The Know It All
These people find fault with everything and none of it is ever their fault. At their best they are experts in their subject matter, who are thorough and accurate. They defend with data dumps that can overwhelm you. They come across as pompous, self-righteous, narrow-minded, and condescending. They are what Analyzers can become when they are at their worst.
These people believe that life is unfair, especially to them. They may have experienced past disappointment and have been unable to get over it. They are often angry, bitter, and resentful and are easily offended. They deflate optimism, take away hope and erect inflexible barriers. They belong in the Promoter quadrant but their behavior makes them the Promoter from hell.
The People Pleaser
These are the people who over promise but never deliver. They can be very pleasant to be around but continually let you down. Since they want to avoid conflict at all costs, they make themselves very agreeable, but over time you tend to mistrust what they say. They were once very functional Supporters who have taken a wrong turn in life.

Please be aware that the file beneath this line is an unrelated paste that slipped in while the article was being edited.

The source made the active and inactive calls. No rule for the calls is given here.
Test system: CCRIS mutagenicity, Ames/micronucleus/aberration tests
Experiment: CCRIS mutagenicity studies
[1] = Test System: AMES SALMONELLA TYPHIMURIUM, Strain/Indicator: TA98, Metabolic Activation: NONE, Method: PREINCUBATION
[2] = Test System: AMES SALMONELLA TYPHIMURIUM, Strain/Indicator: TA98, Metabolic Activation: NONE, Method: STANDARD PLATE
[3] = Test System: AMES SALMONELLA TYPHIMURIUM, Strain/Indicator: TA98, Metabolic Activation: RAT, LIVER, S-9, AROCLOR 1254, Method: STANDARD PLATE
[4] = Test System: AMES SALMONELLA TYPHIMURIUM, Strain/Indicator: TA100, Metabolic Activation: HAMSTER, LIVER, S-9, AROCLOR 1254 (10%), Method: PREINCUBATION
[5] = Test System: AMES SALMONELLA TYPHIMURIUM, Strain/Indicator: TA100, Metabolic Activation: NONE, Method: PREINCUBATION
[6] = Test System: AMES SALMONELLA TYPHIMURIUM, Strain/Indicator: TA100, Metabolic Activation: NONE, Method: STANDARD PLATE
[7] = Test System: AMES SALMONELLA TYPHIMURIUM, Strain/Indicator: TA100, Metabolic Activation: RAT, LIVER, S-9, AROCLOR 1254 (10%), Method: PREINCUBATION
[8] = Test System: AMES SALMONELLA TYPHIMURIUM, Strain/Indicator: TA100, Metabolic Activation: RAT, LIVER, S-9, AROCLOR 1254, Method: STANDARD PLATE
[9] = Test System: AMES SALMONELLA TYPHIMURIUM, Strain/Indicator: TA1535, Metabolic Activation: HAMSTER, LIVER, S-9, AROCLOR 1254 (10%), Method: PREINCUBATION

Sometimes understanding more about a person and their motivations helps you to see things in a different light. You are then more able to separate from the roiling emotions inside you and examine the situation in a different light which promotes creativity and resourcefulness.
Your first task is to decide whether to deal with it or be like the Buddha and let it go. Both resposes are valid but require different skills. You need to examine your automatic defenses. You may also find it helpful to discuss this with a trusted friend or colleague.